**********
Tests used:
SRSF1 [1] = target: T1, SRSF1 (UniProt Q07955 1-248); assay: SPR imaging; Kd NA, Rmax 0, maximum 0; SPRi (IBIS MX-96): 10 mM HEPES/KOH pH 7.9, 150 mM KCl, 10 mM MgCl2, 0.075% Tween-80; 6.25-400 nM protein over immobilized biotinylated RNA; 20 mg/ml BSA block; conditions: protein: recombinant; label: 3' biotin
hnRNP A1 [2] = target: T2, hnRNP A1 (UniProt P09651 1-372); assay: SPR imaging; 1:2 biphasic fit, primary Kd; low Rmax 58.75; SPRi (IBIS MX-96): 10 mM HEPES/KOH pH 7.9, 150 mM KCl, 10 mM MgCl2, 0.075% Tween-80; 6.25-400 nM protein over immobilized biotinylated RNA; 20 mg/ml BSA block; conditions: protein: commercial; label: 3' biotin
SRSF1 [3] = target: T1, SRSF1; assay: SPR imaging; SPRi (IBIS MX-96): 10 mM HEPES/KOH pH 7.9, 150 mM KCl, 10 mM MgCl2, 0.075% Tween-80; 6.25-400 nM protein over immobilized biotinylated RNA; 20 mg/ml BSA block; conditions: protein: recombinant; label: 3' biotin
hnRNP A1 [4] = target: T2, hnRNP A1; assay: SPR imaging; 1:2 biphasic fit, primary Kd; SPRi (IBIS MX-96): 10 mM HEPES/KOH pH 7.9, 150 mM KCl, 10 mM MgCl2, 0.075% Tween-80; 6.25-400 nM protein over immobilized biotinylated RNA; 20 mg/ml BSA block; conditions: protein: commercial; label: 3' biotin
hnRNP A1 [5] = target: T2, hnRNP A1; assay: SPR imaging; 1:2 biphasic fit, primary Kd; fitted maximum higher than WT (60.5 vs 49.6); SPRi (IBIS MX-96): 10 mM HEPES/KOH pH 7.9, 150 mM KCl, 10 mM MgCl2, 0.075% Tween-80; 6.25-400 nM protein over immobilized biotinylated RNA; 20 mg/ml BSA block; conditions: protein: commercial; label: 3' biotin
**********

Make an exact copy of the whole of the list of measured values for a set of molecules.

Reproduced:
Tests used:
SRSF1 [1] = target: T1, SRSF1 (UniProt Q07955 1-248); assay: SPR imaging; Kd NA, Rmax 0, maximum 0; SPRi (IBIS MX-96): 10 mM HEPES/KOH pH 7.9, 150 mM KCl, 10 mM MgCl2, 0.075% Tween-80; 6.25-400 nM protein over immobilized biotinylated RNA; 20 mg/ml BSA block; conditions: protein: recombinant; label: 3' biotin
hnRNP A1 [2] = target: T2, hnRNP A1 (UniProt P09651 1-372); assay: SPR imaging; 1:2 biphasic fit, primary Kd; low Rmax 58.75; SPRi (IBIS MX-96): 10 mM HEPES/KOH pH 7.9, 150 mM KCl, 10 mM MgCl2, 0.075% Tween-80; 6.25-400 nM protein over immobilized biotinylated RNA; 20 mg/ml BSA block; conditions: protein: commercial; label: 3' biotin
SRSF1 [3] = target: T1, SRSF1; assay: SPR imaging; SPRi (IBIS MX-96): 10 mM HEPES/KOH pH 7.9, 150 mM KCl, 10 mM MgCl2, 0.075% Tween-80; 6.25-400 nM protein over immobilized biotinylated RNA; 20 mg/ml BSA block; conditions: protein: recombinant; label: 3' biotin
hnRNP A1 [4] = target: T2, hnRNP A1; assay: SPR imaging; 1:2 biphasic fit, primary Kd; SPRi (IBIS MX-96): 10 mM HEPES/KOH pH 7.9, 150 mM KCl, 10 mM MgCl2, 0.075% Tween-80; 6.25-400 nM protein over immobilized biotinylated RNA; 20 mg/ml BSA block; conditions: protein: commercial; label: 3' biotin
hnRNP A1 [5] = target: T2, hnRNP A1; assay: SPR imaging; 1:2 biphasic fit, primary Kd; fitted maximum higher than WT (60.5 vs 49.6); SPRi (IBIS MX-96): 10 mM HEPES/KOH pH 7.9, 150 mM KCl, 10 mM MgCl2, 0.075% Tween-80; 6.25-400 nM protein over immobilized biotinylated RNA; 20 mg/ml BSA block; conditions: protein: commercial; label: 3' biotin